After 15 years of presenting photography workshops and tours across Australia and the world, I have tutored thousands of keen photographers, all wanting to learn new photography techniques. They also wish to be taken to where the best possible wildlife sightings are and the most stunning natural locations to photograph landscapes, macro and travel photography opportunities. One question comes up regularly: “Which lens (or lenses) should I buy”?
I have answered this question hundreds upon hundreds of times, with varying answers. These answers naturally depend on the needs/wants of the photographer, his or her budget, weight carrying capabilities of the photographer and the the quality of various lenses.
Firstly, I ask people “what is your budget?”. I will then ask “what will be the main purpose of the lens i.e. wildlife, landscape, macro, portrait or a mix of all of these?”. Then, it’s a matter of going through the various lenses and focal lengths and coming up with some suggestions.
If bird photography is your main interest, then you need a lens with a decent focal length that’s not too heavy, has decent focusing speed and is sharp. The more you pay, the better the quality but often this equates to a heavier lens. It’s that compromise you have to consider.
If you are an avid landscape photographer, then a wide-angle lens is recommended. For something like seascapes, a wide-angle lens that allows filters such as graduated neutral density, is recommended. Some of the ‘ultra-wide’ lenses have a large, bulbous front, making it either impossible or very expensive to use filters. It therefore makes them impractical if you want to darken the sky and lighten the foreground, which graduated ND filters allow you to do.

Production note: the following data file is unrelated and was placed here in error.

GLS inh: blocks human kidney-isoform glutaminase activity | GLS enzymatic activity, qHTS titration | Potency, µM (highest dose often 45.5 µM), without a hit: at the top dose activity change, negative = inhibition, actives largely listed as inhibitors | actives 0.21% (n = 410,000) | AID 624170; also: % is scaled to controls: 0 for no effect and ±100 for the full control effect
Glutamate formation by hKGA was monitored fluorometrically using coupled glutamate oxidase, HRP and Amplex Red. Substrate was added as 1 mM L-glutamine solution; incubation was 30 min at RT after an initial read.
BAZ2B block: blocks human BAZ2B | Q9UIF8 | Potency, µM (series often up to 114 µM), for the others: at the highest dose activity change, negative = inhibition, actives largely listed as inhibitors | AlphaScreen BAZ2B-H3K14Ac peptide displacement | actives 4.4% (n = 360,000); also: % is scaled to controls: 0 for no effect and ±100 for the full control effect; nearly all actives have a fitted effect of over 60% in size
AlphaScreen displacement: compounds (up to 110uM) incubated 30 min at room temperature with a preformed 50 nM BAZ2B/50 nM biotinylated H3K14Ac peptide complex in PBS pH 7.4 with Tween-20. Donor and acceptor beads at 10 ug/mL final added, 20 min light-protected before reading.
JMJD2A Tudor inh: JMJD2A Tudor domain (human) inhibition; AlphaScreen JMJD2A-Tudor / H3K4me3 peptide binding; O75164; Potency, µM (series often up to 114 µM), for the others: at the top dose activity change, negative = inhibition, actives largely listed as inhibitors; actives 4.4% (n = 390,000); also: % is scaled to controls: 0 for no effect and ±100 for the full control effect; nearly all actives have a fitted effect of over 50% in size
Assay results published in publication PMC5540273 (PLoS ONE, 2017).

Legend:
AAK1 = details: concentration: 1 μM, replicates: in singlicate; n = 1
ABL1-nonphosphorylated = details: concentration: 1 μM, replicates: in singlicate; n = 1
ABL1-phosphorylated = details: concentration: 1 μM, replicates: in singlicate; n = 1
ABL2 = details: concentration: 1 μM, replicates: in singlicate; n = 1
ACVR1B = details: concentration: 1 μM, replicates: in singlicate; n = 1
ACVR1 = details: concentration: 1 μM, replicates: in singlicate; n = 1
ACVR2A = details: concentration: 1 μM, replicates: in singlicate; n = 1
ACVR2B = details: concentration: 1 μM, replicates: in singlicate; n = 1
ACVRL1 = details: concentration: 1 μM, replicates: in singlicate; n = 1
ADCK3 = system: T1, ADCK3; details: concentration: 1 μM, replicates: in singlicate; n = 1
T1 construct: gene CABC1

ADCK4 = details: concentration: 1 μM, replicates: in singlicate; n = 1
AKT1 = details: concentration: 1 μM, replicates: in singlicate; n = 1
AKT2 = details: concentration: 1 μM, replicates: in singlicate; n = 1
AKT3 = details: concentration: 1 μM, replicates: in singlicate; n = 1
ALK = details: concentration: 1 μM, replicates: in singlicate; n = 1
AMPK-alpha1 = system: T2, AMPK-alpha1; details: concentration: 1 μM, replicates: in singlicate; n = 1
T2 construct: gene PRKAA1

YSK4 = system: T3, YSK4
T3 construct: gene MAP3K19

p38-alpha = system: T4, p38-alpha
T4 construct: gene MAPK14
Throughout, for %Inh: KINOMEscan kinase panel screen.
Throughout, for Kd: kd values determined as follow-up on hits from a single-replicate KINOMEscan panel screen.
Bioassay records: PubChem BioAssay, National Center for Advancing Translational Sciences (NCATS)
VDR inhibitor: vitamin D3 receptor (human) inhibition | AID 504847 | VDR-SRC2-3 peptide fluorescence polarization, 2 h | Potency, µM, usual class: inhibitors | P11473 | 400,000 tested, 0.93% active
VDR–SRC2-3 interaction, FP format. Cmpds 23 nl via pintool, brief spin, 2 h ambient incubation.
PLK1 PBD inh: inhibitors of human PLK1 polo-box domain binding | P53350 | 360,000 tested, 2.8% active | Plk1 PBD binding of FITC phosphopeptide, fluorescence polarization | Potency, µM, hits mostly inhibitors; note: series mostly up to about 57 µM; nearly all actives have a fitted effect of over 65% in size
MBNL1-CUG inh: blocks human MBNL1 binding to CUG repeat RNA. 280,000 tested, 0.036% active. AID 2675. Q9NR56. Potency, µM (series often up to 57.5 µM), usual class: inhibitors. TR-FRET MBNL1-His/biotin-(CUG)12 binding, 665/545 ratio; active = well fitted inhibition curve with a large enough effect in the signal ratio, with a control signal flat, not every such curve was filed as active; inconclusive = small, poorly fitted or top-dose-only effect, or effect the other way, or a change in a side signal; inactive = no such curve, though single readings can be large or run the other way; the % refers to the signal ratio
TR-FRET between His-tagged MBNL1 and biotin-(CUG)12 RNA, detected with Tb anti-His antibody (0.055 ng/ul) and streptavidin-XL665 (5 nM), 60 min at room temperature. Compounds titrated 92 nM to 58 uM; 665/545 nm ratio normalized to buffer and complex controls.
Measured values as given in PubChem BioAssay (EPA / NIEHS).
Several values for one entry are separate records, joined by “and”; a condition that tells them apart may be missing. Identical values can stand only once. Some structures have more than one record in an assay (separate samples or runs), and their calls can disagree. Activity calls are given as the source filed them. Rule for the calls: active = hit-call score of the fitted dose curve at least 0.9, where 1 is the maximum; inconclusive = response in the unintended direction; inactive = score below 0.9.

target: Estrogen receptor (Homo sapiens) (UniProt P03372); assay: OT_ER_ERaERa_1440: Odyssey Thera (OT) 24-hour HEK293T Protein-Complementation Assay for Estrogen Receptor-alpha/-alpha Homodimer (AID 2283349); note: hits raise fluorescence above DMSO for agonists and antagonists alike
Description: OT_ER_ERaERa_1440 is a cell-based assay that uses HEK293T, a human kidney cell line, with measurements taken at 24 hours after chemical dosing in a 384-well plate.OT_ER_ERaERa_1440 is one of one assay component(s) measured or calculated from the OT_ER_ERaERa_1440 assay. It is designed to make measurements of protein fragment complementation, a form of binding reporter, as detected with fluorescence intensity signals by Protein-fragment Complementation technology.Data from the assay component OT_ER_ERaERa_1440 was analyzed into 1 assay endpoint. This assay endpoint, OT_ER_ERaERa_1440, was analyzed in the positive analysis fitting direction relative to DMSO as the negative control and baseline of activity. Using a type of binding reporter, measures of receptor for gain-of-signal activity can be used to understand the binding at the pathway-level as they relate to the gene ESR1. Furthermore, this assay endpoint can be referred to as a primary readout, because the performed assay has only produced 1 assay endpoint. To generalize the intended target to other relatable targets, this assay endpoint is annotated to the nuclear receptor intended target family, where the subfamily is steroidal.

There are also many focal lengths and brands of dedicated macro lenses available on the market. They vary from 50mm to 200mm, so which one is ‘best’? The most common focal lengths on macro lenses I have seen my photo workshop and tour participants use are around 90-105mm. Theses are great lenses for an array of subjects including fungi, plants and many insects. If, however, you are more into flying and skittish insects such as dragonflies and butterflies, then a longer focal length such as 180-200mm is suggested. This way you can be further away from the insect, without scaring them away yet still fill the frame with your subject.
Whatever lens, or lenses you wish to purchase, the important thing is to do your research beforehand. Ask other photographers their thoughts on what macro lenses they are using and also check out the numerous review sites out there on the internet.
If you have a passion for wildlife, nature or travel photography and would love to go on a small-number, professional photography adventure, please get in touch with Michael Snedic at WildNature Photo Expeditions. You can call him on 0408 941 965 or fill in this Contact Form and he will get back to you ASAP.